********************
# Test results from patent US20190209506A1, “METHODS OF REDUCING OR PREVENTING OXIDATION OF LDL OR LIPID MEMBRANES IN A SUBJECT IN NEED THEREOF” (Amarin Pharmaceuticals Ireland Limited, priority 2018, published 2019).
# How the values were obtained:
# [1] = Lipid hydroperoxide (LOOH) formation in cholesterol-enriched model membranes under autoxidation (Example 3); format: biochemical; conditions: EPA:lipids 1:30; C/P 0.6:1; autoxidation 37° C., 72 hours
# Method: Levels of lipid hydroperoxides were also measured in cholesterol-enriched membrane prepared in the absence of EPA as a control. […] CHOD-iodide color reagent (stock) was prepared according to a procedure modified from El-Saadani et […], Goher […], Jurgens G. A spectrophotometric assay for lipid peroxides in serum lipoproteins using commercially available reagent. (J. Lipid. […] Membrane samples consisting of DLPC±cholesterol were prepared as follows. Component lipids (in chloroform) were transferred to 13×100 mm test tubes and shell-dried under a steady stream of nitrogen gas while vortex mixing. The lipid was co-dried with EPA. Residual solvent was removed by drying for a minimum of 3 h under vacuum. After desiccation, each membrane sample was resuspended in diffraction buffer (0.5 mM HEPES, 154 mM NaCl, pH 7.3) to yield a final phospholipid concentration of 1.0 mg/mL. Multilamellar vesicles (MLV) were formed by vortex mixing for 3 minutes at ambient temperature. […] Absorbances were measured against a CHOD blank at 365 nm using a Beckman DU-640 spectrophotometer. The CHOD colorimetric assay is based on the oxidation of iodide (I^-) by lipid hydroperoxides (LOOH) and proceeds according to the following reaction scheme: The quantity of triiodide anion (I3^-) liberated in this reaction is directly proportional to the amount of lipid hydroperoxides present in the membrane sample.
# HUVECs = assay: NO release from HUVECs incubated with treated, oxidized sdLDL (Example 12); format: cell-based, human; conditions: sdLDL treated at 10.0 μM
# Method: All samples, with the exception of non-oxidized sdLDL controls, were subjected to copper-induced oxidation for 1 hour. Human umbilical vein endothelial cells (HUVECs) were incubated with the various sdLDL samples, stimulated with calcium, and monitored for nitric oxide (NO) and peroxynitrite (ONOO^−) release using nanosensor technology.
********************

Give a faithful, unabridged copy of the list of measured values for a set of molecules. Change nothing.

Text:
# Test results from patent US20190209506A1, “METHODS OF REDUCING OR PREVENTING OXIDATION OF LDL OR LIPID MEMBRANES IN A SUBJECT IN NEED THEREOF” (Amarin Pharmaceuticals Ireland Limited, priority 2018, published 2019).
# How the values were obtained:
# [1] = Lipid hydroperoxide (LOOH) formation in cholesterol-enriched model membranes under autoxidation (Example 3); format: biochemical; conditions: EPA:lipids 1:30; C/P 0.6:1; autoxidation 37° C., 72 hours
# Method: Levels of lipid hydroperoxides were also measured in cholesterol-enriched membrane prepared in the absence of EPA as a control. […] CHOD-iodide color reagent (stock) was prepared according to a procedure modified from El-Saadani et […], Goher […], Jurgens G. A spectrophotometric assay for lipid peroxides in serum lipoproteins using commercially available reagent. (J. Lipid. […] Membrane samples consisting of DLPC±cholesterol were prepared as follows. Component lipids (in chloroform) were transferred to 13×100 mm test tubes and shell-dried under a steady stream of nitrogen gas while vortex mixing. The lipid was co-dried with EPA. Residual solvent was removed by drying for a minimum of 3 h under vacuum. After desiccation, each membrane sample was resuspended in diffraction buffer (0.5 mM HEPES, 154 mM NaCl, pH 7.3) to yield a final phospholipid concentration of 1.0 mg/mL. Multilamellar vesicles (MLV) were formed by vortex mixing for 3 minutes at ambient temperature. […] Absorbances were measured against a CHOD blank at 365 nm using a Beckman DU-640 spectrophotometer. The CHOD colorimetric assay is based on the oxidation of iodide (I^-) by lipid hydroperoxides (LOOH) and proceeds according to the following reaction scheme: The quantity of triiodide anion (I3^-) liberated in this reaction is directly proportional to the amount of lipid hydroperoxides present in the membrane sample.
# HUVECs = assay: NO release from HUVECs incubated with treated, oxidized sdLDL (Example 12); format: cell-based, human; conditions: sdLDL treated at 10.0 μM
# Method: All samples, with the exception of non-oxidized sdLDL controls, were subjected to copper-induced oxidation for 1 hour. Human umbilical vein endothelial cells (HUVECs) were incubated with the various sdLDL samples, stimulated with calcium, and monitored for nitric oxide (NO) and peroxynitrite (ONOO^−) release using nanosensor technology.